drugged her in bournemouth. she has waived her right to anonymity. he was pretty premeditated from the get go. and i was a woman on my own. very quickly, he produces a story about how it has been a quiet night, he went to the casino, won the money from the casino and then produces a bottle of champagne and he is feeling really bad because he has got to drive the cab so he cannot celebrate his winnings. and he is highly manipulative and relentless. i am not particularly interested in talking to him or impressed, but he goes on and on and on to the point when it becomes easier to just accept a drink to shut him up. after his first trial a decade ago, worboys was told that he would only be released when he was no longer deemed a danger to the public. but last year, there was public outrage when the parole board recommended him for early release.
that decision was overturned after an appeal at the high court by some of his victims. in becky's case, the cps decided not to prosecute. it does not make you feel safe in the world when the justice system does not protect you and it does not feel like it does what it is supposed to do. he would be out walking around, and let's not forget that he is a famous case, there are lots of not knowing people who have been released under the same unsound system — it should not be up to the victims to make people say. becky's case was not pursued. the crown prosecution service said there was not enough evidence to prosecute, but she wanted to highlight the number of potential victims that there are and police said that they believe the defendant may have attacked more than 100 women. we heard in court today evidence from a psychiatrist who said that the defendant had been fa ntasising about offending since 1986.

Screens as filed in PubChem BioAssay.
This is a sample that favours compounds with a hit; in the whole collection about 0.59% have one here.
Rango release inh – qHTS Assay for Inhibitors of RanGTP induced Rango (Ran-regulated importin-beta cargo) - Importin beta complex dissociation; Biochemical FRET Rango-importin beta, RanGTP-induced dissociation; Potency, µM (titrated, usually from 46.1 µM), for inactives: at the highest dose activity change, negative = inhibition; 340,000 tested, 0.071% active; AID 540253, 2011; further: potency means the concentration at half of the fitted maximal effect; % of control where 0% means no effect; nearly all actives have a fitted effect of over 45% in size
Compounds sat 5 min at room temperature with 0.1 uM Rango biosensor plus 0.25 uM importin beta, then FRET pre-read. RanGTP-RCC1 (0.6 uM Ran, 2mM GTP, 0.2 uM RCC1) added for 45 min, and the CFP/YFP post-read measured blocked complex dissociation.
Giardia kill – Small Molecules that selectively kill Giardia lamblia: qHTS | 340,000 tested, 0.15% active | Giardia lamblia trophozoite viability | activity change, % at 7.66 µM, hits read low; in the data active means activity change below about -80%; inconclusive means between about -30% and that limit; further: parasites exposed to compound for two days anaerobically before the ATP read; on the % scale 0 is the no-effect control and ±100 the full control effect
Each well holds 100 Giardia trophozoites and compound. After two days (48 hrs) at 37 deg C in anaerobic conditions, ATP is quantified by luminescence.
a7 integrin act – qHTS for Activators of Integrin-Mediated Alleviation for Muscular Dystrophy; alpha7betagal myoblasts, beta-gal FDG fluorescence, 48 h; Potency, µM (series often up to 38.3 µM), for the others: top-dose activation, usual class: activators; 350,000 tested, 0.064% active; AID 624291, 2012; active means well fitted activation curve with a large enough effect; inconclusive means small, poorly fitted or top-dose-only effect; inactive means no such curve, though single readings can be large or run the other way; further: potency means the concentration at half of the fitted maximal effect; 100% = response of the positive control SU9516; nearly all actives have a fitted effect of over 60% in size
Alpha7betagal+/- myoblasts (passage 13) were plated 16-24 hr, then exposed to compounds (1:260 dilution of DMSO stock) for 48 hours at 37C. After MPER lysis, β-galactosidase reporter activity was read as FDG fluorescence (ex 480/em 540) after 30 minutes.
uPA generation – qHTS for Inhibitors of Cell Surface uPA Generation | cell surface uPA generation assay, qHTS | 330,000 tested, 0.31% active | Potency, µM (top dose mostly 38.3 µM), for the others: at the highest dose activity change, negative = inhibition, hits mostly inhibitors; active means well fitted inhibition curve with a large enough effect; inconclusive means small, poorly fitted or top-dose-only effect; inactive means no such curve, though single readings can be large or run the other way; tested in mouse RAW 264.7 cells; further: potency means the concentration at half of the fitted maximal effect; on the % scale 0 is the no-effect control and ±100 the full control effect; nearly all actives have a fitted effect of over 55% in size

there was a report, from a probation officer who said that worboys was as potentially dangerous today as he was when he was sentenced a decade ago. the judge commended the bravery, dignity and courage of victims for coming forward. mps have returned to parliament for the first time since last week's general election. of the 650 members of parliament, 140 are new — and this time more women and ethnic minority have been elected to the commons than ever before. before electing the commons speaker, the mps were summoned to the house of lords by the parliamentary official known as black rod. the labour mp for chorley, sir lindsay hoyle, was unanimously re—elected as commons speaker. sir lindsay replaced john bercow as speaker in november, serving two days in the post before the general election was called. as is traditional,
he was ceremonially dragged into the speaker's chair. sir lindsay said it would be an honour to serve in the role and added that his office ‘is open to all‘. earlier, borisjohnson held his first cabinet meeting since his election victory — and promised to pass a law ruling out any extension to the brexit process beyond the end of next year. the uk is scheduled to leave the eu onjanuary 31st, and enter a transition period which is due to conclude next december, but that can be extended for up to two years if talks aren't complete. critics say that ruling out an extention increases the chance of leaving the eu without a trade deal. and a warning that this report from our political correspondent helen catt contains flashing images. will there be a vote this friday, mr rees mogg? announcements will be made in due course. if mps do vote on the brexit bill this friday it will include a significant change. you ain't seen nothing yet, folks.